Tuesday, January 26, 2010

Conventional Wisdom: Or the Road Most Traveled

How to see Jesus...? Depending on who you ask, you're likely to get various answers. But whether a person sees themself as a Christian, a Buddhist, an agnostic, or one who eschews labels, the one thing most would likely hold in common is the view of Jesus as a teacher of wisdom.

So, what's wisdom? Loosely defined, it's "how to live." It defines the nature of reality, and how to live life within that reality. In many traditions, wisdom is likened to a path ... or the choice between two paths: the wise path and the foolish path. One way is encouraged, and the other comes with warnings of consequences.

There are two types of wisdom that have been taught: conventional wisdom and alternative (or subversive) wisdom. Conventional wisdom is "common sense" ... "what everyone knows" ... it's a culture's/religion's/society's notions of what's real, and how to live. It's what's taken for granted, even unquestioned. Another term is "enculturated consciousness" ... group-think ... the consciousness that's formed by a culture or tradition. Status quo.

(you can already tell that I'm not a fan of conventional wisdom, can't you...?)

Conventional wisdom is based upon the concept of reward and punishment. One reaps what one sows. Do this, and things will go well for you. Do that, and you'll get what you deserve. The righteous will prosper, and the sinners will suffer. In the West, this is embodied by the notion of a last judgement of either reward or damnation (according to either behavior and/or belief -- both a work). In the East this is demonstrated by the concept of karma. We also find it in the non-religious sense: work hard, and you'll be successful. Of course, there's a flipside: if you are not successful, if you are not blessed, if you are not prospering, then it's clear that YOU have followed the wrong path! Life under conventional wisdom thus becomes a matter of requirement/reward, failure/punishment. The measure-up trap.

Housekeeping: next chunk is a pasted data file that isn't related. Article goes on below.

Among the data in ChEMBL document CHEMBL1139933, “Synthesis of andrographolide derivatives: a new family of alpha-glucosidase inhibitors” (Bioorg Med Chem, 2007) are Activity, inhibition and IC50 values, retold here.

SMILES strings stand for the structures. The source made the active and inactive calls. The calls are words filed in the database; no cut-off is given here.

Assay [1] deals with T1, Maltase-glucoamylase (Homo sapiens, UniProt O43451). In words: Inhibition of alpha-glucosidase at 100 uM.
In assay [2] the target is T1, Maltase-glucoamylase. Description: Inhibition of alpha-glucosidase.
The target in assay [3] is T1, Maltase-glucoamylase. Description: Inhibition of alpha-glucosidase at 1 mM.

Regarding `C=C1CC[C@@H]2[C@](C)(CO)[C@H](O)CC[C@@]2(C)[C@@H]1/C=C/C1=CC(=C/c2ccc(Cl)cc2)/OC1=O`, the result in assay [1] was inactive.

As a result, conventional wisdom creates a world system of hierarchies and divisions, largely based on performance, though some are based on the more nebulous concept of "status." It's just understood: some folks measure up to the standards of conventional wisdom more than others.

At the heart of this measure-up system of conventional wisdom, is the Internal Judge. What has been referred to as the "Super Ego" ... that which "stands over me", telling me how I must measure up. It speaks in the language of "shoulds" and "oughts" and "musts". It's highly critical and judgmental ... It's the internal police... the Internal Judge and Jury.

Life in conventional wisdom is grim and dismal. It's heavy bondage to whatever happens to be the dominant culture. In this culture, we largely become automatons ... responding as we've been well-trained to do ... and punished when we stray outside the boundaries that have been set ... threatened even when we would dare to question "who set this up and why?" It's limited by blinders -- we're told how to see what we see, and what to pay attention to ... what's/who's "in" and what's/who's "out". It's a world of comparisons and competition, based on the belief that there is a severe shortage, a lack of what is needed ... and we must take what we need, and yet we must earn what we need -- we must prove that we deserve what we need. It's a world of have's and have-not's ... and the have's very much require a large group of have-not's, in order to have.